Buyers always have a list of must-haves, but also almost always veer WAY off of that list in the end.  So my advice is to have an open mind, because…it’s going to end up that way.

Let me know if I can help you; call me if you want to just chat.  And have a wonderful day!

I am Brenda Briggs

Coldwell Banker Advantage

Get Out of the Real Estate Box

The market is crazy everywhere, and I expect it will be until interest rates go way up, and/or until the supply of available homes catches up with demand.  Honestly, I don’t see that happening any time soon.  If it was a strictly economic issue, I’d think ‘crash’, and it seems like that should be looming.  But as long as you have 100 homes and 10,000 buyers actively looking, the insanity will continue.  Oh, and we have the national LLC’s stalking around buying up properties, turning our communities into rental communities.  So you’re competing with corporate money too.  Still,  it’s all about supply and demand…in my opinion of course.  You have to say that every time you open your mouth these days, even if the data bear out what you’re saying.

But here’s a good reason you should consult an experienced agent:  If you think inside the box (that’s such an overused cliche), you will never have an offer accepted…unless you pay way too much over list price for the property.  You have to think creatively.  It doesn’t have to be all about the money, although let’s be clear, money IS important and expected in this market.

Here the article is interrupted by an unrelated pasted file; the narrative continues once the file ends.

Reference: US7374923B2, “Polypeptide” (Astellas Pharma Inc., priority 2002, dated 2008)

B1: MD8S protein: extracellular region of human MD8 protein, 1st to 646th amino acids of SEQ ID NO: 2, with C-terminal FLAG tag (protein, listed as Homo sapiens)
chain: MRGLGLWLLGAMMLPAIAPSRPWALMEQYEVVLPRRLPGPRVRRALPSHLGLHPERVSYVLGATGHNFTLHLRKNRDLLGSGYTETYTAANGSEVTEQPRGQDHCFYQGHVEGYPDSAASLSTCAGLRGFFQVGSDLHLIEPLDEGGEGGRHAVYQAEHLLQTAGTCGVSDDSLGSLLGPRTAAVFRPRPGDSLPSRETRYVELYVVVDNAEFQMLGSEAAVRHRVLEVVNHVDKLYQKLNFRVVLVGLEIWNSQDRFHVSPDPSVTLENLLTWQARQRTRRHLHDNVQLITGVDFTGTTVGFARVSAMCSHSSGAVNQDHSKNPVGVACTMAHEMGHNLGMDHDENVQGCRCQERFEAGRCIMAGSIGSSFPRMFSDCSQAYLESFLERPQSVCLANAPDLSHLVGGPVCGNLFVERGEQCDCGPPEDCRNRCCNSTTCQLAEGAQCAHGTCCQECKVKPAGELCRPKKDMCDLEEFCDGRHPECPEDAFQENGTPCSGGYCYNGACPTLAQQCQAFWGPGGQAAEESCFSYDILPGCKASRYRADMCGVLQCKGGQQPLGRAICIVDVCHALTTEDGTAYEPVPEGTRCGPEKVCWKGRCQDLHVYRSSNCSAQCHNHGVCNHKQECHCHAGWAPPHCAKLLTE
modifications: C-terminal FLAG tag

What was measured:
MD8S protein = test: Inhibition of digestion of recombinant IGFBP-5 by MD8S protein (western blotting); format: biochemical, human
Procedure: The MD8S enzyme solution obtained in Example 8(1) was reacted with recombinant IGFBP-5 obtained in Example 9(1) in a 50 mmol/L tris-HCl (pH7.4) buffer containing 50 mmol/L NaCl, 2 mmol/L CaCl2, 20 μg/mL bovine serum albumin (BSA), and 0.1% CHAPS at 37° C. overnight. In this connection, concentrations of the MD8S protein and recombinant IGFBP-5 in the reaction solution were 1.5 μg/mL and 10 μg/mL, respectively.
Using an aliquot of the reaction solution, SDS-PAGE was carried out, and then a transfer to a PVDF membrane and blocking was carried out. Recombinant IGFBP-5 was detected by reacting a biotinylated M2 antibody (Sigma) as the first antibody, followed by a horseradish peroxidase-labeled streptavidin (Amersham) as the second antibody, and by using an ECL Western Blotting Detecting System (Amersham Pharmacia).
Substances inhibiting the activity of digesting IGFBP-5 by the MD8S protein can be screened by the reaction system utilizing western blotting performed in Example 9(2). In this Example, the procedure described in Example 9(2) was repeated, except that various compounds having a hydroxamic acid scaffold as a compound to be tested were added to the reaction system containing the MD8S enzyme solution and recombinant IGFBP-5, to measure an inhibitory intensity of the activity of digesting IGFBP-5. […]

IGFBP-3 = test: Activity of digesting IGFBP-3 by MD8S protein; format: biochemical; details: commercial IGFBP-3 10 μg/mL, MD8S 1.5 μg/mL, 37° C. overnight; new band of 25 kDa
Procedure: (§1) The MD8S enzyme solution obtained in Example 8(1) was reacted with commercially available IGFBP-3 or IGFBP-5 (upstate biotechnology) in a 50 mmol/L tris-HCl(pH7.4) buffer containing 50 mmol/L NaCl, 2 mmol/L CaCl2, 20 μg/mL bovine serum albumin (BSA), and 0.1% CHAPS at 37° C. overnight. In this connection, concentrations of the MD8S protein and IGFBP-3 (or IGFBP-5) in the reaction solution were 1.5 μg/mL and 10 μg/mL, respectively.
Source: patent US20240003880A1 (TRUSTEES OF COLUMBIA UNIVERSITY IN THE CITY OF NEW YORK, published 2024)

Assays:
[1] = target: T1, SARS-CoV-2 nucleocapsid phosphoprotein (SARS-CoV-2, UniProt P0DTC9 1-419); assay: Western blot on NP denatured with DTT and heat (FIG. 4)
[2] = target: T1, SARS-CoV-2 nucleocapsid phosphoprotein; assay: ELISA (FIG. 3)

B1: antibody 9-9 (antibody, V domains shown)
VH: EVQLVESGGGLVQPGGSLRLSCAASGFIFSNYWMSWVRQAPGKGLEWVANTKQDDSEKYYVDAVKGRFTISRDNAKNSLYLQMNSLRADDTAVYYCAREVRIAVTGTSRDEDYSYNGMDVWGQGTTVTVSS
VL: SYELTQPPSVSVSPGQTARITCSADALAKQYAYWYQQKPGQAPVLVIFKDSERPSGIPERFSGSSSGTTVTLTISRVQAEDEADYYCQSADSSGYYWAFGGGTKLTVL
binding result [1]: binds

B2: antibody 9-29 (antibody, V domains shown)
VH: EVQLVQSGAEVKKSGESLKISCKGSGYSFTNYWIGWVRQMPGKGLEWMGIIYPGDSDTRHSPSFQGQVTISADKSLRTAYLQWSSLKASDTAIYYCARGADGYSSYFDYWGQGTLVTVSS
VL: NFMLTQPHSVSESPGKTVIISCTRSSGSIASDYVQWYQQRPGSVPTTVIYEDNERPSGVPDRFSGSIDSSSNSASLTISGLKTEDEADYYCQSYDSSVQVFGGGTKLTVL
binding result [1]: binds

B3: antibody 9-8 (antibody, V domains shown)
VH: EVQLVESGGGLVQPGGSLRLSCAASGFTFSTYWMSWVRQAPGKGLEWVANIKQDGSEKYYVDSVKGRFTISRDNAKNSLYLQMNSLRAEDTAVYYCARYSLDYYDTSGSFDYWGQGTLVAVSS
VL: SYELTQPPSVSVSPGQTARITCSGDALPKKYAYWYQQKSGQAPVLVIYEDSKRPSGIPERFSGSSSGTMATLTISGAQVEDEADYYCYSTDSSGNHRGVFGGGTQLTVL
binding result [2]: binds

More and more, sellers are asking for a lease-back period AFTER closing.  Why?  Because they are now also facing a housing shortage within which there’s a stampede toward every house on the market.  Think about it:  They can’t line up something to move TO while they market their existing home, because by the time they get their house sold to you, the one they want to go TO has sold three times (I’m exaggerating).  But you get the picture.  The seller can use your due diligence money to pay THEIR due diligence, but only if you give them some lease-back time to find a home, get their offer accepted, and get it under contract in the midst of the frenzy.  Two months is short time for all of that, really.

Buyers, this is a big risk.  You’ll be closing on your home you’ve sweated blood to buy, and now you’re going to let the ex-sellers stay there for potentially months.  So be sure they get renters insurance.  And make sure the appropriate paperwork is recorded, detailing the terms of the lease-back, including how you will handle any damage they do to the property when they move.  Yes, you can charge them rent, OR you can use some ‘free’ time or cheap time as leverage to encourage the seller to pick YOUR offer above the twenty others.  And, just so the wrench goes right into the gears, what if that ex-seller-now-buyer has to allow THEIR sellers to camp out for two months for THEIR lease back?  Risk.  Better know your limits because it could get complicated.  And you’d better have a good real estate agent who understands the pitfalls.